Name Qamaruzzaman Azmi
|Born 23 March 1946 (age 75) (1946-03-23) |
Notable ideas Equality of women in Islam, anti-Terrorism
Similar People Ahmed Raza Khan Barelvi, Hamid Raza Khan, Akhtar Raza Khan, Muhammad Iqbal, Muhammad Ilyas Qadri
School or tradition Sunni (Sufi), Hanafi
Main interests Islamic philosophy
Urs e aala hazrat allama qamaruzzaman azmi
Maulana Qamaruzzaman Azmi (Urdu: قمرالزمان اعظمى), commonly known as Allama Azmi, is a prominent Islamic scholar. In 2014, 2015 and 2016 he was recognised by The Royal Aal al-Bayt Institute for Islamic Thought as one of the 500 most influential Muslims in the world due to his efforts in building many organisations and institutions, mosques, colleges and universities all over the world for over five decades.
- Urs e aala hazrat allama qamaruzzaman azmi
- Jashne gause aazam allama qamaruzzaman azmi
Jashne gause aazam allama qamaruzzaman azmi
He was commissioned in 1966 at the age of eighteen by Abdul Aziz Muradabadi to go to Faizabad (near Lucknow) to start his missionary work. There at the age of eighteen years he established the Islamic university, Al-Jame-atul-Islamia. He is also considered to be the spiritual heir of Mustafa Raza Khan, son of Ahmed Raza Khan Barelvi.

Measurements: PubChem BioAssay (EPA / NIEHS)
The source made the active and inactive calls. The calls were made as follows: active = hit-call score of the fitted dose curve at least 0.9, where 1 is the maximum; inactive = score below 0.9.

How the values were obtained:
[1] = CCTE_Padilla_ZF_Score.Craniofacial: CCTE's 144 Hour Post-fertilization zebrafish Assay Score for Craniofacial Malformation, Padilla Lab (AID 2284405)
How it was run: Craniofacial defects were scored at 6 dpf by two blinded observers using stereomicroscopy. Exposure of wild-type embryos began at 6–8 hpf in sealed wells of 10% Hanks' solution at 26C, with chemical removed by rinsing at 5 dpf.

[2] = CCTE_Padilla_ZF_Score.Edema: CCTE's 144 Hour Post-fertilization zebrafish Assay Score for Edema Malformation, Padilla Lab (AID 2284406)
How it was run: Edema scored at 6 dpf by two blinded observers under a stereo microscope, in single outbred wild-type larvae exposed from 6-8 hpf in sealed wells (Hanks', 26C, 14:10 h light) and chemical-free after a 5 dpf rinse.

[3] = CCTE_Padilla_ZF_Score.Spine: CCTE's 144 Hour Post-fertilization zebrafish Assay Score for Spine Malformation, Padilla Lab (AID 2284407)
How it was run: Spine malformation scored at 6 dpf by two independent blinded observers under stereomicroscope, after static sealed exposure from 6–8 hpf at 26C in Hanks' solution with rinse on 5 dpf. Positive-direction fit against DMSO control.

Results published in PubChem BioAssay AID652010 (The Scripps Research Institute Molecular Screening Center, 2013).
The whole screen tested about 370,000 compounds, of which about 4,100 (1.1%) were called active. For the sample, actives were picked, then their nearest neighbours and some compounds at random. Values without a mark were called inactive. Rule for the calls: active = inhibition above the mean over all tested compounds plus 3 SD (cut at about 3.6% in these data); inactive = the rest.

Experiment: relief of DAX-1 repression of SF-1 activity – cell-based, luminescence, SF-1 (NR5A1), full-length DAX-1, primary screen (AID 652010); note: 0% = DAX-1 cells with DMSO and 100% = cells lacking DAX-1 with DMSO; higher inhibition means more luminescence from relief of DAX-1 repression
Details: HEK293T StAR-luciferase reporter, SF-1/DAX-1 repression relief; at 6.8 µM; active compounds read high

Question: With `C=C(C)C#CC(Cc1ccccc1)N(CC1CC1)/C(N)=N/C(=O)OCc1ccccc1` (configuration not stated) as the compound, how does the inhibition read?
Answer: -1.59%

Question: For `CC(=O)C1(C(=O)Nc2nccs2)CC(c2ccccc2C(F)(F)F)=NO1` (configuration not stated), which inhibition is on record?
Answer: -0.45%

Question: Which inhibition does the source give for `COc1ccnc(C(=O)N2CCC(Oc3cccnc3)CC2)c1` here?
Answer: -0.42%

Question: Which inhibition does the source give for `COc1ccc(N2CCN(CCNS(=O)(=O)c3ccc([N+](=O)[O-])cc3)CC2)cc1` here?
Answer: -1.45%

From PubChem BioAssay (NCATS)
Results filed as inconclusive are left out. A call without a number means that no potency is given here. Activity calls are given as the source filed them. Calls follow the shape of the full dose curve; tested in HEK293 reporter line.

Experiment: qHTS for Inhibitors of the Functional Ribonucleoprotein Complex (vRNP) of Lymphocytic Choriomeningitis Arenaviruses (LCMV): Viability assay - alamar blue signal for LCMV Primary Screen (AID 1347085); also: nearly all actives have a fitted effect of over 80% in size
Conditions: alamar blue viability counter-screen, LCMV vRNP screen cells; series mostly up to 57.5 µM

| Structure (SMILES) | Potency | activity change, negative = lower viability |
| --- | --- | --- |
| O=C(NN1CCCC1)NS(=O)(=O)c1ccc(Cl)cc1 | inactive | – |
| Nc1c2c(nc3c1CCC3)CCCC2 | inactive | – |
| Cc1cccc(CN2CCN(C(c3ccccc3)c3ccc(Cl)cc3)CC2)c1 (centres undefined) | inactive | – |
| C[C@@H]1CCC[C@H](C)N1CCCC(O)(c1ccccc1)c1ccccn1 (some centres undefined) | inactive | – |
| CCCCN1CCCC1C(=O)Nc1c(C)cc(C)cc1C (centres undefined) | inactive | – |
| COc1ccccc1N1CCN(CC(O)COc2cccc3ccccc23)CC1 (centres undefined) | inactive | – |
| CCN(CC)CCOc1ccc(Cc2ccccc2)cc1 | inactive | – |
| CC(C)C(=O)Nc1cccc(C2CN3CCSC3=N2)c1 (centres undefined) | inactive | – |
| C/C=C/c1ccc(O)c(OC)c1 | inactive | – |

On 7 August 2013 Prime Minister David Cameron along with Faiths Minister Baroness Sayeeda Warsi met Hazrat Allama Qamaruzzaman Azmi.
Phillip Lewis (1994) quotes Allama Azmi in his book Islamic Britain: Religion, Politics and Identity among British Muslims, that Islam and secular society can co-exist and "the widely shared perception that secular necessarily implies irreligion is simply wrong. In India, he contends, a secular state can offer security to Muslims since it is compatible with acknowledging that religion is important and, that in a religiously plural environment the state does not allow believers in one religious tradition to enjoy a privileged status. All are citizens with equal rights. Indeed, in India, Muslims are allowed to conform to their own Muslim family law".
Azmi has been a vocal critic of the practice of female genital mutilation. Azmi also holds that Aisha, the wife of the Muslim prophet Muhammad, was an example of a strong and intelligent female role model.
He has been opposed to extremism and terrorism and argues that those who use the name of Islam for such acts are, in fact, the religion's enemies. He endorsed the fatwa against Britons joining Islamic extremists.
On the murder of British aid worker David Cawthorne Haines by the Islamic State of Iraq and the Levant he said "we condemn this act of evil by people who are pure evil. There is no legitimacy for such evilness in Islam".
He condemns the persecution of Christians and other non-Muslims citing that those who commit these crimes "are not Muslims because Islam teaches the importance of ensuring a good place in society for all people"
Azmi's missionary life spans nearly fifty years. During this period, he has helped to build many organisations and institutions all over the world such as mosques, colleges and universities in America, Canada, the Netherlands, Germany, Norway, Belgium and India.